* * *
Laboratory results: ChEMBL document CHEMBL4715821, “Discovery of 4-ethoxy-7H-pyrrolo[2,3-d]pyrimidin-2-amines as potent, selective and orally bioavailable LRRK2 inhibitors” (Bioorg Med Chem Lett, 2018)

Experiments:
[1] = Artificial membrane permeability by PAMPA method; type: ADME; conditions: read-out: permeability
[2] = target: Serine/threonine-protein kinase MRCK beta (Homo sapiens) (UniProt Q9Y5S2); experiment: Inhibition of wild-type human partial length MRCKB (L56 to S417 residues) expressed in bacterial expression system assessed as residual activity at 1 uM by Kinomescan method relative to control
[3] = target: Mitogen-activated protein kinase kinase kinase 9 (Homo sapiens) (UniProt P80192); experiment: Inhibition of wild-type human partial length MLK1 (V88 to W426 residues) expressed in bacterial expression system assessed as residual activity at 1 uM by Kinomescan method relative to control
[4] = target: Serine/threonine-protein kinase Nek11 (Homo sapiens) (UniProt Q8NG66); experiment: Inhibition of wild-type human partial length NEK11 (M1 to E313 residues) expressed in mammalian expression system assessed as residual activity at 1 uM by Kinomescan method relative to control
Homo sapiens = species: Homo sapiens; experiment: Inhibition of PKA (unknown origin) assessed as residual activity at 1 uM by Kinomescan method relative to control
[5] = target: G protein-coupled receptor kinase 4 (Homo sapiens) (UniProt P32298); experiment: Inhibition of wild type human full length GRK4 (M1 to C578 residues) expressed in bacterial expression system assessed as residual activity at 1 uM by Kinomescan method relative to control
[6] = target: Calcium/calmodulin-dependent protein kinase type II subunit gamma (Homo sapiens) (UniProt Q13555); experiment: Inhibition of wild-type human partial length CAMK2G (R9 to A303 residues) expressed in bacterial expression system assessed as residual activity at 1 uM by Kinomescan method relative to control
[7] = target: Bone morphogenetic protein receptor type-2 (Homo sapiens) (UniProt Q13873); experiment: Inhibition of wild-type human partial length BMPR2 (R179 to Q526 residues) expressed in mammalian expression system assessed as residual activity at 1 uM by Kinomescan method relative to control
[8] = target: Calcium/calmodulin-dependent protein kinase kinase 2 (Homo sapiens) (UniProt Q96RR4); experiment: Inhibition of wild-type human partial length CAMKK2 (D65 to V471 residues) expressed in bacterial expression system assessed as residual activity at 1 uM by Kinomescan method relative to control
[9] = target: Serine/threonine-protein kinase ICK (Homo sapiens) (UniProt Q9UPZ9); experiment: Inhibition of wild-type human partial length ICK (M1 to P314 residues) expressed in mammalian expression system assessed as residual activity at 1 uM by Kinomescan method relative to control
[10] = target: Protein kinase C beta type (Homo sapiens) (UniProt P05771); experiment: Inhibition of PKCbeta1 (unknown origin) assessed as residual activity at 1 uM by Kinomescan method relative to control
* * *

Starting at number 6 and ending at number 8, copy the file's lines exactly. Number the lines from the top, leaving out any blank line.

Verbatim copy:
[4] = target: Serine/threonine-protein kinase Nek11 (Homo sapiens) (UniProt Q8NG66); experiment: Inhibition of wild-type human partial length NEK11 (M1 to E313 residues) expressed in mammalian expression system assessed as residual activity at 1 uM by Kinomescan method relative to control
Homo sapiens = species: Homo sapiens; experiment: Inhibition of PKA (unknown origin) assessed as residual activity at 1 uM by Kinomescan method relative to control
[5] = target: G protein-coupled receptor kinase 4 (Homo sapiens) (UniProt P32298); experiment: Inhibition of wild type human full length GRK4 (M1 to C578 residues) expressed in bacterial expression system assessed as residual activity at 1 uM by Kinomescan method relative to control